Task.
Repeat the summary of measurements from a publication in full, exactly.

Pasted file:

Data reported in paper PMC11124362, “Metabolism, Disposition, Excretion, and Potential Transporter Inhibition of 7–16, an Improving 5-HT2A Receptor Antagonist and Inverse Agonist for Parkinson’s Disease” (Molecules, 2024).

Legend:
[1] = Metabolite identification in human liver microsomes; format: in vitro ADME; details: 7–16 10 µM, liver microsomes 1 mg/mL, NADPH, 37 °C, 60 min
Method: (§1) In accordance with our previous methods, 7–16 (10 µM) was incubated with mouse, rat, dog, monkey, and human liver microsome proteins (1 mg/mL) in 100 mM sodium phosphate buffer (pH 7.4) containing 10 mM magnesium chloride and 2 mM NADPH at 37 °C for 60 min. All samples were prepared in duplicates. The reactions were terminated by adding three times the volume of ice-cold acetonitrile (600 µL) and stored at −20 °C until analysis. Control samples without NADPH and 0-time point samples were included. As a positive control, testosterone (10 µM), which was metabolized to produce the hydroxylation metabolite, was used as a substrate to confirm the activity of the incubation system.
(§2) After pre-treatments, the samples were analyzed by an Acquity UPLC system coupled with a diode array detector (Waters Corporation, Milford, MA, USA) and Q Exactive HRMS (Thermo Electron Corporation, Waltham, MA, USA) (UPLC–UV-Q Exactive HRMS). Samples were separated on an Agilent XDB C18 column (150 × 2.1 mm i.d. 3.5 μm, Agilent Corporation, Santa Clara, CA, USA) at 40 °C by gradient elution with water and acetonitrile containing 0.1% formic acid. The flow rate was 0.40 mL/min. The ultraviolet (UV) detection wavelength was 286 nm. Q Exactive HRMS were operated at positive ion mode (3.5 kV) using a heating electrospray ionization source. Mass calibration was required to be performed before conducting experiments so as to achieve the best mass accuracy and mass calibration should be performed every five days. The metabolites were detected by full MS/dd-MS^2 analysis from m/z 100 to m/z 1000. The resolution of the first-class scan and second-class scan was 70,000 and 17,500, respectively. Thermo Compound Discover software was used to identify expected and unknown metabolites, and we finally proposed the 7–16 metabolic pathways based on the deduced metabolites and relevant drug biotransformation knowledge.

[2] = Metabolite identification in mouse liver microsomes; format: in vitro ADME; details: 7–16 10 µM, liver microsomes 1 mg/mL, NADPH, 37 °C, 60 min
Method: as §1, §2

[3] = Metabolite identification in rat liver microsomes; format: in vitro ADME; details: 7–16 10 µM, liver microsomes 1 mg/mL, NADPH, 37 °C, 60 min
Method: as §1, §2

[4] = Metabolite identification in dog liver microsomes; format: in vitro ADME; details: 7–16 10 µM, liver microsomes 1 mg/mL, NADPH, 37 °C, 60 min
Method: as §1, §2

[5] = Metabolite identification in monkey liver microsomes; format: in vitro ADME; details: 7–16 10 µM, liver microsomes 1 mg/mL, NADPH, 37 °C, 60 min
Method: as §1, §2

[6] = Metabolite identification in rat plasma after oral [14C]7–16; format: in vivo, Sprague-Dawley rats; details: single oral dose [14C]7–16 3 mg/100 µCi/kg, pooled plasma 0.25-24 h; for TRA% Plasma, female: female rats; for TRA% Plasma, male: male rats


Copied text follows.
Data reported in paper PMC11124362, “Metabolism, Disposition, Excretion, and Potential Transporter Inhibition of 7–16, an Improving 5-HT2A Receptor Antagonist and Inverse Agonist for Parkinson’s Disease” (Molecules, 2024).

Legend:
[1] = Metabolite identification in human liver microsomes; format: in vitro ADME; details: 7–16 10 µM, liver microsomes 1 mg/mL, NADPH, 37 °C, 60 min
Method: (§1) In accordance with our previous methods, 7–16 (10 µM) was incubated with mouse, rat, dog, monkey, and human liver microsome proteins (1 mg/mL) in 100 mM sodium phosphate buffer (pH 7.4) containing 10 mM magnesium chloride and 2 mM NADPH at 37 °C for 60 min. All samples were prepared in duplicates. The reactions were terminated by adding three times the volume of ice-cold acetonitrile (600 µL) and stored at −20 °C until analysis. Control samples without NADPH and 0-time point samples were included. As a positive control, testosterone (10 µM), which was metabolized to produce the hydroxylation metabolite, was used as a substrate to confirm the activity of the incubation system.
(§2) After pre-treatments, the samples were analyzed by an Acquity UPLC system coupled with a diode array detector (Waters Corporation, Milford, MA, USA) and Q Exactive HRMS (Thermo Electron Corporation, Waltham, MA, USA) (UPLC–UV-Q Exactive HRMS). Samples were separated on an Agilent XDB C18 column (150 × 2.1 mm i.d. 3.5 μm, Agilent Corporation, Santa Clara, CA, USA) at 40 °C by gradient elution with water and acetonitrile containing 0.1% formic acid. The flow rate was 0.40 mL/min. The ultraviolet (UV) detection wavelength was 286 nm. Q Exactive HRMS were operated at positive ion mode (3.5 kV) using a heating electrospray ionization source. Mass calibration was required to be performed before conducting experiments so as to achieve the best mass accuracy and mass calibration should be performed every five days. The metabolites were detected by full MS/dd-MS^2 analysis from m/z 100 to m/z 1000. The resolution of the first-class scan and second-class scan was 70,000 and 17,500, respectively. Thermo Compound Discover software was used to identify expected and unknown metabolites, and we finally proposed the 7–16 metabolic pathways based on the deduced metabolites and relevant drug biotransformation knowledge.

[2] = Metabolite identification in mouse liver microsomes; format: in vitro ADME; details: 7–16 10 µM, liver microsomes 1 mg/mL, NADPH, 37 °C, 60 min
Method: as §1, §2

[3] = Metabolite identification in rat liver microsomes; format: in vitro ADME; details: 7–16 10 µM, liver microsomes 1 mg/mL, NADPH, 37 °C, 60 min
Method: as §1, §2

[4] = Metabolite identification in dog liver microsomes; format: in vitro ADME; details: 7–16 10 µM, liver microsomes 1 mg/mL, NADPH, 37 °C, 60 min
Method: as §1, §2

[5] = Metabolite identification in monkey liver microsomes; format: in vitro ADME; details: 7–16 10 µM, liver microsomes 1 mg/mL, NADPH, 37 °C, 60 min
Method: as §1, §2

[6] = Metabolite identification in rat plasma after oral [14C]7–16; format: in vivo, Sprague-Dawley rats; details: single oral dose [14C]7–16 3 mg/100 µCi/kg, pooled plasma 0.25-24 h; for TRA% Plasma, female: female rats; for TRA% Plasma, male: male rats